negative number. Examples are absent=1, tardy=.5, and present=0. Although assigning
attendance points is optional, attendance points can help you identify students with chronic
attendance problems. You can use a search code to search for students who have
accumulated excessive attendance points for the semester. For example, on the Start Page,
in the Search Students field, enter *attendance_points (S1)>9 to search for all students
with more than 9 attendance points during Semester 1.
In addition to entering attendance points when you set up attendance codes, you can also
set up the grade that will automatically be awarded if a student’s attendance points exceed
the specified limit. To perform this setup, click School > Final Grade Setup. Then click the
appropriate term and enter the number of attendance points and grade.

Activity 2 – Setting Up Attendance Codes


Practice setting up an additional attendance code for your school.
1. On the Start Page, click School > Attendance Codes
2. Record the codes that differ from your school ____________________________
3. Click New
4. Enter WS in the Code field and Work Study hours in the Description field
5. Select Present for Presence Status, and Excused for Code Categories
6. Enter 1 in the Points field, and choose Yes from the “Teachers can assign” menu
7. Select This attendance code earns ADA credit
8. Enter a number for the sort order that will place this code last in the list
9. Don’t click Submit unless instructed to do so by your trainer

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Attendance Administration

10. Click School > Final Grade Setup


11. Select a term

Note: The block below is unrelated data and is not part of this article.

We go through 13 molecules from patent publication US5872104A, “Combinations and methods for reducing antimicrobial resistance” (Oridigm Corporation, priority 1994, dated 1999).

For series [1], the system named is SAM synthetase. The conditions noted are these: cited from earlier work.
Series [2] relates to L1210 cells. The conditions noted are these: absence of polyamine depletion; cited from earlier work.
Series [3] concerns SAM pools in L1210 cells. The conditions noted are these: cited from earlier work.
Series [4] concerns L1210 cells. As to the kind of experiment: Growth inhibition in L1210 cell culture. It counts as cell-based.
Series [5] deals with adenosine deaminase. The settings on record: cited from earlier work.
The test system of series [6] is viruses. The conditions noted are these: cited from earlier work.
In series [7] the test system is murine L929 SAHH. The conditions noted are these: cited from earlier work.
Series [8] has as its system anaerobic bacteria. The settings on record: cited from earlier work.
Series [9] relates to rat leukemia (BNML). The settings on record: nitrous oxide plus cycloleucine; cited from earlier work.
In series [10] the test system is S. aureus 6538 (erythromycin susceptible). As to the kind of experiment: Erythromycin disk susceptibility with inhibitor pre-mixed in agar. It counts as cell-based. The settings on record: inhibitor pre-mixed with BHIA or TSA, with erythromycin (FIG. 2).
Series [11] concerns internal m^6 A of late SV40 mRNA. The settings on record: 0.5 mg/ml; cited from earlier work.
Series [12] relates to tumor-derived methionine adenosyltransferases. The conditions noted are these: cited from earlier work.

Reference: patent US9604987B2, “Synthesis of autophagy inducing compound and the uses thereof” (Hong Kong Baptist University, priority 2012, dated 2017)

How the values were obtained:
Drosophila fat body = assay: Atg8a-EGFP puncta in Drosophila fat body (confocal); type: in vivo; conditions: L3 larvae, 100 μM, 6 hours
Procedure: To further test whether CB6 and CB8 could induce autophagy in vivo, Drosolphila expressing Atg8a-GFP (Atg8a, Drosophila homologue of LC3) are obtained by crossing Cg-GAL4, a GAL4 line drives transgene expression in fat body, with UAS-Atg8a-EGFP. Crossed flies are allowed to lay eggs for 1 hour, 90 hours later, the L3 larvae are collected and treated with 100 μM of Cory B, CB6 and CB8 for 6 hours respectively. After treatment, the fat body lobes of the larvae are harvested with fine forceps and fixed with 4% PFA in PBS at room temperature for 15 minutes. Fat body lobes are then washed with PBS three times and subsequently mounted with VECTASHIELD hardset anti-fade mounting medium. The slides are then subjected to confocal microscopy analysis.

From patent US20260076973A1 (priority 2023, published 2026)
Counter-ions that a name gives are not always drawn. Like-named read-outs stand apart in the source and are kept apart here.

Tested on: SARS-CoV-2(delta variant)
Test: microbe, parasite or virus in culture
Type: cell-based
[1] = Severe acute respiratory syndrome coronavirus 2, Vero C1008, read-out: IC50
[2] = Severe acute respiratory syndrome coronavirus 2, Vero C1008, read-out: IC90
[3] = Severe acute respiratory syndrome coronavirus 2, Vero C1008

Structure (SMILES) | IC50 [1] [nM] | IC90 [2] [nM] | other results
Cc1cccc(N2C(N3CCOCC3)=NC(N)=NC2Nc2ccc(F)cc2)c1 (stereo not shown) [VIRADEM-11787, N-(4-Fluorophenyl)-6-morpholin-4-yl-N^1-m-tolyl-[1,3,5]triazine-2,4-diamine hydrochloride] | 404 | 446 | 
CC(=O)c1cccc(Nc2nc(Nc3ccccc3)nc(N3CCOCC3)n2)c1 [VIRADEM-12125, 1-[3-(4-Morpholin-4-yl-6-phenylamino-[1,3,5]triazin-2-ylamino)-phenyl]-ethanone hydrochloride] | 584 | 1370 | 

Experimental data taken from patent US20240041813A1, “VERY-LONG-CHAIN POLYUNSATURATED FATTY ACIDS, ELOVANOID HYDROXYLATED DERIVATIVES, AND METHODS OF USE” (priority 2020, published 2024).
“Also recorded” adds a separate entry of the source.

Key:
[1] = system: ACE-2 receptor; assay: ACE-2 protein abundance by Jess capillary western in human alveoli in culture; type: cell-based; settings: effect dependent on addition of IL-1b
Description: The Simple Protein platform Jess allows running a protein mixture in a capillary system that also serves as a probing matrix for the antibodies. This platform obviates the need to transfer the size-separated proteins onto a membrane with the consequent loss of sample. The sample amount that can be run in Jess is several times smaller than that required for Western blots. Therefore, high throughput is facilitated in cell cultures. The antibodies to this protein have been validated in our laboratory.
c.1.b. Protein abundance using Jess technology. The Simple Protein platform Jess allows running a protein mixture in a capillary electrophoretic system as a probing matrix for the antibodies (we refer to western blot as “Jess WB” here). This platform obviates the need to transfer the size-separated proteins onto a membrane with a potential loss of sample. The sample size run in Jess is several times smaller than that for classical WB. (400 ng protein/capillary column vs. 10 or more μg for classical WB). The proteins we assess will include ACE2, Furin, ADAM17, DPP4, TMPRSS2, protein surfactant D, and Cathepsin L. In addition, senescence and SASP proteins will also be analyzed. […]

12. Record the two fields you use with attendance points _______________________

Full-Time Equivalencies (FTEs)


Full-Time Equivalencies (FTEs) define how daily attendance values are calculated for
students. This identifier is used in schools that need to associate groups of students with
different attendance values for the same day, such as a school that has both full-time and
part-time students.
You can set up FTEs for students who:
• Attend school only half time
• Attend a concurrent-enrollment program at another school for part of their
classes
• Are in a work-release program
• Are in half-day kindergarten
FTEs are also used for reporting Average Daily Attendance/Average Daily Membership
(ADA/ADM) and for other reports. FTEs are school and year specific, but will be duplicated
when you create new years. To access the Full-Time Equivalencies (FTE) page, click School
> Full-Time Equivalencies (FTE).

Activity 3 – Completing FTE Values


Set an FTE value for half-day kindergarten students.
1. Navigate to the elementary school
2. Search for and select a kindergarten student whose last name starts with the same